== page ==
When you’re backcountry camping on one of the hardest-to-book and most beautiful lakes in one of the hardest-to-book and most beautiful provincial parks in Ontario, you hardly expect to stumble upon a forest fire on Canada Day weekend.
We spent two nights on Lake Killarney, including a hike up to The Crack, before making the short portage up into the beautiful blue OSA Lake, named for the Ontario Society of Artists that saved it from logging.
Not far from the portage was an island, which on the map was marked as having trapper cabin remains on it. We agreed that we’d probably paddle back for a day trip to explore whatever remained the next day. At that point, the island was definitely not on fire. It had, however, been an incredibly hot, dry couple of weeks.
The campsite we settled on was in the very back corner of the lake and the island was hidden behind a point from our perspective. It wasn’t until the next day when we started paddling toward the island again for our day trip that we realized something wasn’t right.
It was hard to tell at first, but very quickly we realized that the island was, in fact, on fire.
Huge clouds of smoke were billowing out from the other side of the island, blowing into the shore. Luckily, the wind was in our favour and blowing the smoke away from us. We were able to land on the back side of the island and get out of our canoes to take a closer look.
The one side of the island looked completely normal and we could see the trapper cabin remains were still in tact.
However, as we reached the center of the island, it was clear that it was on fire. At first, it just looked like the pine needles on the forest floor were burning up. Our friends dumped what water they had in their Nalgene bottles and tried to sweep some of the needles away with their feet. But the more we looked around, the more we realized that it was going to be impossible for us to stop the fire.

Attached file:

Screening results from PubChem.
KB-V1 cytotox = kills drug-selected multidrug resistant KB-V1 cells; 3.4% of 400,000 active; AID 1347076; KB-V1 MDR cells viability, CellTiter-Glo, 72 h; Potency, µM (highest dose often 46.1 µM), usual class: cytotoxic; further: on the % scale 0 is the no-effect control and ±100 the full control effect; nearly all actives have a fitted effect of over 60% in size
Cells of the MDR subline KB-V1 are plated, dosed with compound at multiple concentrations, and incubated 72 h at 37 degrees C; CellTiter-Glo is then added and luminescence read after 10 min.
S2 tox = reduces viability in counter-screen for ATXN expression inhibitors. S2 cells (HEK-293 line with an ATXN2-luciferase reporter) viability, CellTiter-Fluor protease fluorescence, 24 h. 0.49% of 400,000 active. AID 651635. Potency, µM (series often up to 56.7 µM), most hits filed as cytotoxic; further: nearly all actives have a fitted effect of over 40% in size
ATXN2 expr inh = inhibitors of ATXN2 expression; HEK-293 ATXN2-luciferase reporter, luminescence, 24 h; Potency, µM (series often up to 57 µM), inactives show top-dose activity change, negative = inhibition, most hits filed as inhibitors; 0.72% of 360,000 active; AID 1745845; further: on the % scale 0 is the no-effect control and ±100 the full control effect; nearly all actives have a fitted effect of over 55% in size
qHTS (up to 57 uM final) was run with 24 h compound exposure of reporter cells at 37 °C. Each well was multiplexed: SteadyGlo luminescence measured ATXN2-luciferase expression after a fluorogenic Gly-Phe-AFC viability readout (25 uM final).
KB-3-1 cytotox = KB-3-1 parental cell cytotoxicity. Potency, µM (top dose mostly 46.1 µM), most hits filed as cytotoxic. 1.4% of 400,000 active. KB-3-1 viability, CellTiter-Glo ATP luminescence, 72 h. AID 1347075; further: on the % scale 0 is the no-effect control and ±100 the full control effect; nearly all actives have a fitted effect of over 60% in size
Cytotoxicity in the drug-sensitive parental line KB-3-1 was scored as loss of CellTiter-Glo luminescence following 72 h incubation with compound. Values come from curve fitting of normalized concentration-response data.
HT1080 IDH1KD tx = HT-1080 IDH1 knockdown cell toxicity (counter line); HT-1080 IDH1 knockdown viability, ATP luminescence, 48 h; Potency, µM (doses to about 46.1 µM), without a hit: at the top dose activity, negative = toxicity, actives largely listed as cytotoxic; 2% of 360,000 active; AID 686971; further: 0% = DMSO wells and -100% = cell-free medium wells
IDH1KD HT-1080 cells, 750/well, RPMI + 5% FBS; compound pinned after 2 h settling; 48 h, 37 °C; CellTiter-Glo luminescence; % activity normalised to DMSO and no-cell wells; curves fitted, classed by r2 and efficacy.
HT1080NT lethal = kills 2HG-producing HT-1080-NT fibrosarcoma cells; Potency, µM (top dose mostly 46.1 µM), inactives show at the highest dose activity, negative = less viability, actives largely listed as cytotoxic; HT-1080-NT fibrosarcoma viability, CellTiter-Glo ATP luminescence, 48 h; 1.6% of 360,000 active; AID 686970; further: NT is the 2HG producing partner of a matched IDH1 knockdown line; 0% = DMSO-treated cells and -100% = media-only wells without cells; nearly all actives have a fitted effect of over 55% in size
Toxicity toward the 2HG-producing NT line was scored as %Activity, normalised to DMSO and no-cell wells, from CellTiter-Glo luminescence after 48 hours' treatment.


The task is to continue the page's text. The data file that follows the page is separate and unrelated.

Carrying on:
Trees and bushes were starting to burn. Fallen trees, dried by the sun and the heat radiating off the rocks, were fully engulfed in flames on the shoreline. A few campers were not going to extinguish this with our water bottles, unfortunately.
We didn’t have any large containers to fill with water and we decided it would be too risky to try to fight the fire ourselves. It was contained on the island and, while it would be incredibly sad for the trapper cabin to be burned up, we decided it was safer to head back to our campsite. We had seen a few small planes flying overhead and hoped they would be able to report the fire to the proper authorities. Plus, we suddenly wanted to double check that we had fully extinguished our fire from that morning. (We had, phew!)
When we got back to our campsite, we had been in the hot sun for a couple of hours and we decided it was time for a swim to cool down. We paddled to a small, rocky islet not too far from our campsite to access deeper, cooler water and keep our eye on the island. It was still burning.
While we were swimming, however, we noticed a small plane flying low, back and forth across the lake.
Then, suddenly, the plane flew very low right above us and sounded an alarm. We had never heard anything like it and we weren’t sure what was about to happen, but we took it to mean, “Get out of the water!” So we did.